Shaheen Air ICAO – SAI/IATA – NL was a privately owned airline that was the second largest Pakistani airline. Its headquarters are at Karachi’s Jinnah International Airport. The airline’s majority owner was the
Shaheen Air provided passenger, cargo, and charter services to major cities in Pakistan and across Gulf State countries in the Middle East and Asia. It was founded in 1993, and it launched operations in October 1994.
Due to various circumstances, mainly tax-related issues, Shaheen Airlines suspended all operations until further notice in October 2018. It is still unoperational.
On the 22 May 2004, Pakistan’s Civil Aviation Authority (PCAA) grounded Shaheen Air due to the airline’s 1.25 Billion Pakistani Rupee debt. This figure was not published until 13 July 2018. Roughly three days later, the airline was cleared to resume domestic and international operations as normal. The clearance letter was issued by PCAA following because Shaheen Air International had formally paid off its debts. This success was shortlived, and the airline permanently shut down a few months later.
“SAI has challenged PCAA’s letter dated on the 13th of July which has been issued in breach of PCAA Rule 373 and PCAA has been treating Shaheen Air discriminately in regards to other Pakistani Airlines,” said Shaheen Air’s Directing Manager.
What caused Shaheen Air’s second fall? Matters went out of hand when the airline’s HQ was raided by Federal Bureau officers in July of 2018.
Then, due to direct orders from the Sindh High Court, Shaheen Air wasn’t allowed to bring back stranded passengers in the district of Guangzhou in China.
Shaheen Air operated an all-Airbus fleet apart from its old Boeing 737s. The airline leased a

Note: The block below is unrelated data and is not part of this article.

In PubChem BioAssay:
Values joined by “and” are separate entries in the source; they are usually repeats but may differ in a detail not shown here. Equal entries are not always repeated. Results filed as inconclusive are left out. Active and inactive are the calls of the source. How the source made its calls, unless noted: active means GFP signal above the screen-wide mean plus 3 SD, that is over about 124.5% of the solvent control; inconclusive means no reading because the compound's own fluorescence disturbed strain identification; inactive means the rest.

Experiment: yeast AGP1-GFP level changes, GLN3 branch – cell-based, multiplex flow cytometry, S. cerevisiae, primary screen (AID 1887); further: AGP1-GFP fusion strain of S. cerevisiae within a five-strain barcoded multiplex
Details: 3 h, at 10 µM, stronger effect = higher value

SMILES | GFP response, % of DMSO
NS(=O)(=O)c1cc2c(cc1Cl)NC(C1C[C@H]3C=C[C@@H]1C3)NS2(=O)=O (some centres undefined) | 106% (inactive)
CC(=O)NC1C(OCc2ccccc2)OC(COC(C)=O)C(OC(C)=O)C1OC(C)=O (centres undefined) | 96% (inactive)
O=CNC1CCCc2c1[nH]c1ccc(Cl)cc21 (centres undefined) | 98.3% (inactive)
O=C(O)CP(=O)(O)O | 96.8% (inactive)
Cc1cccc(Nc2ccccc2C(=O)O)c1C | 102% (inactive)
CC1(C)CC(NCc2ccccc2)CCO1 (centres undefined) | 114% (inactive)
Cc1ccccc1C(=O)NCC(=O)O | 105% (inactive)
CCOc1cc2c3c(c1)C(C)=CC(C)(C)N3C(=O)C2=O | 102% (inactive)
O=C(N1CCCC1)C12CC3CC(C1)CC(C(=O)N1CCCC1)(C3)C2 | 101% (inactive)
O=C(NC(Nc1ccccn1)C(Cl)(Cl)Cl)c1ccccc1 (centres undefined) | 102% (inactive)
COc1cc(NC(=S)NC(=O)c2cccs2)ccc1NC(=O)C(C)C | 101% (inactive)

To try to gain some recenue, Shaheen wet leased A319s to carriers like Royal Jordanian Air and Air Egypt. These contracts signaled the end of the A319’s end with Shaheen. A short time later, three A320-200 aircraft (AP-BMC, AP-BLN, and AP-BLK) where ferried to Queen Alia International Airport because Shaheen could not properly maintain them.
All together, Shaheen Air had as many as 15 aircraft in its fleet at any one time. Many were old planes that needed constant maintenance.
Shaheen Air served roughly 11 domestic and 11 international routes from its main base at Jinnah International Airport. International destinations included states like the UAE, Qatar, Kuwait, Oman, and Saudi Arabia. Routes appealed to business and leisure travelers as well as religious pilgrims
Shaheen’s domestic routes included big and small cities like Lahore, Islamabad, Sialkot, Quetta, and Faisalabad. All of these routes were suspended as Shaheen’s situation worsened.
There was hope when a Saudi royal family member contacted Shaheen Air officials to invest in the airline and get it running again. The deal was to be formalized within two months of opening negotiations. This was the breakthrough the airline, and the Pakistani Aviation Industry (for the purposes of healthy competition), was looking for. At the time of writing, no deal has been formalized
Employee salaries still hadn’t been paid. These workers must be paid if Shaheen wants any hope of flying again. Currently, there are only rumors concerning Shaheen Air’s future.
Featured image from Islamabad Scene